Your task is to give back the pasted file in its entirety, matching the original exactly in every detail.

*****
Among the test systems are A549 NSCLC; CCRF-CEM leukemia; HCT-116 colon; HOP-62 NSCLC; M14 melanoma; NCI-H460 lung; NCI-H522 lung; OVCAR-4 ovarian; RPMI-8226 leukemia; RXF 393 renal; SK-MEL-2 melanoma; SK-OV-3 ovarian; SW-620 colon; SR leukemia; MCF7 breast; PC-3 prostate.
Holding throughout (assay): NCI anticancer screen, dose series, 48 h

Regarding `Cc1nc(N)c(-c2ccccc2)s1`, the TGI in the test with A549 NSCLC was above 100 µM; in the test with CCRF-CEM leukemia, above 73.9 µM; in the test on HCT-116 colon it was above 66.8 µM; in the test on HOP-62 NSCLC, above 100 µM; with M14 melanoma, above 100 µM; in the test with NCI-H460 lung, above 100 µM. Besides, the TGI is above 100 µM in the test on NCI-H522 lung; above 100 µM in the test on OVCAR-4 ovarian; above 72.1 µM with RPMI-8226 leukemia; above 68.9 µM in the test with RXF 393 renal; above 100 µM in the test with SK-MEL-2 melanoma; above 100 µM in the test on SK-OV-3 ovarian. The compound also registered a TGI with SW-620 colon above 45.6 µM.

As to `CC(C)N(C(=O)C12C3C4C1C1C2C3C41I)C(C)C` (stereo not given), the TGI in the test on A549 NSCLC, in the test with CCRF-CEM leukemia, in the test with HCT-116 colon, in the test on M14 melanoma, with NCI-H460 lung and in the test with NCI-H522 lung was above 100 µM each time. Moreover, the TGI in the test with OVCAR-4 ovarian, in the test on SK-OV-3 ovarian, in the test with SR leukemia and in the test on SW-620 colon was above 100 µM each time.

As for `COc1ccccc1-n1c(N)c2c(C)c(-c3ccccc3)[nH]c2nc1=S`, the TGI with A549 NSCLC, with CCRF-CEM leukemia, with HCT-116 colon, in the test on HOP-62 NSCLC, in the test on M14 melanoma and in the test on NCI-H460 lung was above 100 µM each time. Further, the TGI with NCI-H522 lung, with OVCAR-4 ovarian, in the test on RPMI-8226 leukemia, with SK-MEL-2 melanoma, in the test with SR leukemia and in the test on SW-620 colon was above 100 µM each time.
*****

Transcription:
Among the test systems are A549 NSCLC; CCRF-CEM leukemia; HCT-116 colon; HOP-62 NSCLC; M14 melanoma; NCI-H460 lung; NCI-H522 lung; OVCAR-4 ovarian; RPMI-8226 leukemia; RXF 393 renal; SK-MEL-2 melanoma; SK-OV-3 ovarian; SW-620 colon; SR leukemia; MCF7 breast; PC-3 prostate.
Holding throughout (assay): NCI anticancer screen, dose series, 48 h

Regarding `Cc1nc(N)c(-c2ccccc2)s1`, the TGI in the test with A549 NSCLC was above 100 µM; in the test with CCRF-CEM leukemia, above 73.9 µM; in the test on HCT-116 colon it was above 66.8 µM; in the test on HOP-62 NSCLC, above 100 µM; with M14 melanoma, above 100 µM; in the test with NCI-H460 lung, above 100 µM. Besides, the TGI is above 100 µM in the test on NCI-H522 lung; above 100 µM in the test on OVCAR-4 ovarian; above 72.1 µM with RPMI-8226 leukemia; above 68.9 µM in the test with RXF 393 renal; above 100 µM in the test with SK-MEL-2 melanoma; above 100 µM in the test on SK-OV-3 ovarian. The compound also registered a TGI with SW-620 colon above 45.6 µM.

As to `CC(C)N(C(=O)C12C3C4C1C1C2C3C41I)C(C)C` (stereo not given), the TGI in the test on A549 NSCLC, in the test with CCRF-CEM leukemia, in the test with HCT-116 colon, in the test on M14 melanoma, with NCI-H460 lung and in the test with NCI-H522 lung was above 100 µM each time. Moreover, the TGI in the test with OVCAR-4 ovarian, in the test on SK-OV-3 ovarian, in the test with SR leukemia and in the test on SW-620 colon was above 100 µM each time.

As for `COc1ccccc1-n1c(N)c2c(C)c(-c3ccccc3)[nH]c2nc1=S`, the TGI with A549 NSCLC, with CCRF-CEM leukemia, with HCT-116 colon, in the test on HOP-62 NSCLC, in the test on M14 melanoma and in the test on NCI-H460 lung was above 100 µM each time. Further, the TGI with NCI-H522 lung, with OVCAR-4 ovarian, in the test on RPMI-8226 leukemia, with SK-MEL-2 melanoma, in the test with SR leukemia and in the test on SW-620 colon was above 100 µM each time.